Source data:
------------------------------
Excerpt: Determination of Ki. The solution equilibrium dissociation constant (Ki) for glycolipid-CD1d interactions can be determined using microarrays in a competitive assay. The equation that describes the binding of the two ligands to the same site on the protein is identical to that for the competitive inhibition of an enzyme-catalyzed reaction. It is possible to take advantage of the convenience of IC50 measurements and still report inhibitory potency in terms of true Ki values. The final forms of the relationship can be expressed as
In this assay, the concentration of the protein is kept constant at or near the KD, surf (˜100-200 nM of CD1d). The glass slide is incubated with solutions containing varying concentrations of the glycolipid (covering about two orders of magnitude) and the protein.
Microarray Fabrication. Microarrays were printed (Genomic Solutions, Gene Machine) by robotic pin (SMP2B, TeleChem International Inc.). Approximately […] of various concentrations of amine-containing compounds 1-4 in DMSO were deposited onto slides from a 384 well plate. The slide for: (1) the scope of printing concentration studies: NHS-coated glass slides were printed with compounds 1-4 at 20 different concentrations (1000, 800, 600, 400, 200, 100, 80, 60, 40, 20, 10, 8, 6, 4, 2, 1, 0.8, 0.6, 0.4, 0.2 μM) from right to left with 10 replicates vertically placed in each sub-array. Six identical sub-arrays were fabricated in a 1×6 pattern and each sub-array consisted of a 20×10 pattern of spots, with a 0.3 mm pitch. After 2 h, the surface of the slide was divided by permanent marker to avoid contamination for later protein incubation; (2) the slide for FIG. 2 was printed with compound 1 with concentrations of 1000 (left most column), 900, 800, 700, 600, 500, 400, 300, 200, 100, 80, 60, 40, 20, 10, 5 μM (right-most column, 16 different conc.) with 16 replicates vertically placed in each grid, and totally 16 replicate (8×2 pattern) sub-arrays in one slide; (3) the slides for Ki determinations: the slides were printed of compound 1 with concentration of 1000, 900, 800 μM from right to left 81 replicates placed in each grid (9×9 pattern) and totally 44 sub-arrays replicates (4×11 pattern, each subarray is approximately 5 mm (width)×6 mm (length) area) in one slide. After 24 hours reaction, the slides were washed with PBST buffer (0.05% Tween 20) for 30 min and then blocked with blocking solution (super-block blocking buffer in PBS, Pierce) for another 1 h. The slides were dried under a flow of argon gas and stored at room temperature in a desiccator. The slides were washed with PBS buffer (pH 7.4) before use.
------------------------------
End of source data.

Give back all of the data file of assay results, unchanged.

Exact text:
Excerpt: Determination of Ki. The solution equilibrium dissociation constant (Ki) for glycolipid-CD1d interactions can be determined using microarrays in a competitive assay. The equation that describes the binding of the two ligands to the same site on the protein is identical to that for the competitive inhibition of an enzyme-catalyzed reaction. It is possible to take advantage of the convenience of IC50 measurements and still report inhibitory potency in terms of true Ki values. The final forms of the relationship can be expressed as
In this assay, the concentration of the protein is kept constant at or near the KD, surf (˜100-200 nM of CD1d). The glass slide is incubated with solutions containing varying concentrations of the glycolipid (covering about two orders of magnitude) and the protein.
Microarray Fabrication. Microarrays were printed (Genomic Solutions, Gene Machine) by robotic pin (SMP2B, TeleChem International Inc.). Approximately […] of various concentrations of amine-containing compounds 1-4 in DMSO were deposited onto slides from a 384 well plate. The slide for: (1) the scope of printing concentration studies: NHS-coated glass slides were printed with compounds 1-4 at 20 different concentrations (1000, 800, 600, 400, 200, 100, 80, 60, 40, 20, 10, 8, 6, 4, 2, 1, 0.8, 0.6, 0.4, 0.2 μM) from right to left with 10 replicates vertically placed in each sub-array. Six identical sub-arrays were fabricated in a 1×6 pattern and each sub-array consisted of a 20×10 pattern of spots, with a 0.3 mm pitch. After 2 h, the surface of the slide was divided by permanent marker to avoid contamination for later protein incubation; (2) the slide for FIG. 2 was printed with compound 1 with concentrations of 1000 (left most column), 900, 800, 700, 600, 500, 400, 300, 200, 100, 80, 60, 40, 20, 10, 5 μM (right-most column, 16 different conc.) with 16 replicates vertically placed in each grid, and totally 16 replicate (8×2 pattern) sub-arrays in one slide; (3) the slides for Ki determinations: the slides were printed of compound 1 with concentration of 1000, 900, 800 μM from right to left 81 replicates placed in each grid (9×9 pattern) and totally 44 sub-arrays replicates (4×11 pattern, each subarray is approximately 5 mm (width)×6 mm (length) area) in one slide. After 24 hours reaction, the slides were washed with PBST buffer (0.05% Tween 20) for 30 min and then blocked with blocking solution (super-block blocking buffer in PBS, Pierce) for another 1 h. The slides were dried under a flow of argon gas and stored at room temperature in a desiccator. The slides were washed with PBS buffer (pH 7.4) before use.